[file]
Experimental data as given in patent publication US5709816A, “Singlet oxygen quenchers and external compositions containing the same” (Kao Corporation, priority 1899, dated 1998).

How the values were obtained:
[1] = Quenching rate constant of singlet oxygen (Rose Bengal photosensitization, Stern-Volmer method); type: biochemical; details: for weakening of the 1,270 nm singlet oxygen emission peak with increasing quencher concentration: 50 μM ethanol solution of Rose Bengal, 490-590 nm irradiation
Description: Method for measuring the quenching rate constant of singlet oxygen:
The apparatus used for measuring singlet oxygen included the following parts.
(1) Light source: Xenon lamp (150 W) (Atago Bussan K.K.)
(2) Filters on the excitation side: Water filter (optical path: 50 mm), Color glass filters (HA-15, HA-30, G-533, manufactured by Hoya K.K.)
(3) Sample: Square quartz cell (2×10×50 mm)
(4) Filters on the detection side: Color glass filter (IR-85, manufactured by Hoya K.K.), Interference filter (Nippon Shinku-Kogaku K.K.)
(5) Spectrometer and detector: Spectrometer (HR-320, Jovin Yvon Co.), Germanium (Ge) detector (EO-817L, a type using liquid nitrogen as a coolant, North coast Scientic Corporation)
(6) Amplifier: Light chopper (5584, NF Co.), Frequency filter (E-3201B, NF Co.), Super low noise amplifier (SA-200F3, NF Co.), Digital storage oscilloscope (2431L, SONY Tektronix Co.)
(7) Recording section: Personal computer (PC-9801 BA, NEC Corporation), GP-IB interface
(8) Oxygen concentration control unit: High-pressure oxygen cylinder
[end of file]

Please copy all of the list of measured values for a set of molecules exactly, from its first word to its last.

Experimental data as given in patent publication US5709816A, “Singlet oxygen quenchers and external compositions containing the same” (Kao Corporation, priority 1899, dated 1998).

How the values were obtained:
[1] = Quenching rate constant of singlet oxygen (Rose Bengal photosensitization, Stern-Volmer method); type: biochemical; details: for weakening of the 1,270 nm singlet oxygen emission peak with increasing quencher concentration: 50 μM ethanol solution of Rose Bengal, 490-590 nm irradiation
Description: Method for measuring the quenching rate constant of singlet oxygen:
The apparatus used for measuring singlet oxygen included the following parts.
(1) Light source: Xenon lamp (150 W) (Atago Bussan K.K.)
(2) Filters on the excitation side: Water filter (optical path: 50 mm), Color glass filters (HA-15, HA-30, G-533, manufactured by Hoya K.K.)
(3) Sample: Square quartz cell (2×10×50 mm)
(4) Filters on the detection side: Color glass filter (IR-85, manufactured by Hoya K.K.), Interference filter (Nippon Shinku-Kogaku K.K.)
(5) Spectrometer and detector: Spectrometer (HR-320, Jovin Yvon Co.), Germanium (Ge) detector (EO-817L, a type using liquid nitrogen as a coolant, North coast Scientic Corporation)
(6) Amplifier: Light chopper (5584, NF Co.), Frequency filter (E-3201B, NF Co.), Super low noise amplifier (SA-200F3, NF Co.), Digital storage oscilloscope (2431L, SONY Tektronix Co.)
(7) Recording section: Personal computer (PC-9801 BA, NEC Corporation), GP-IB interface
(8) Oxygen concentration control unit: High-pressure oxygen cylinder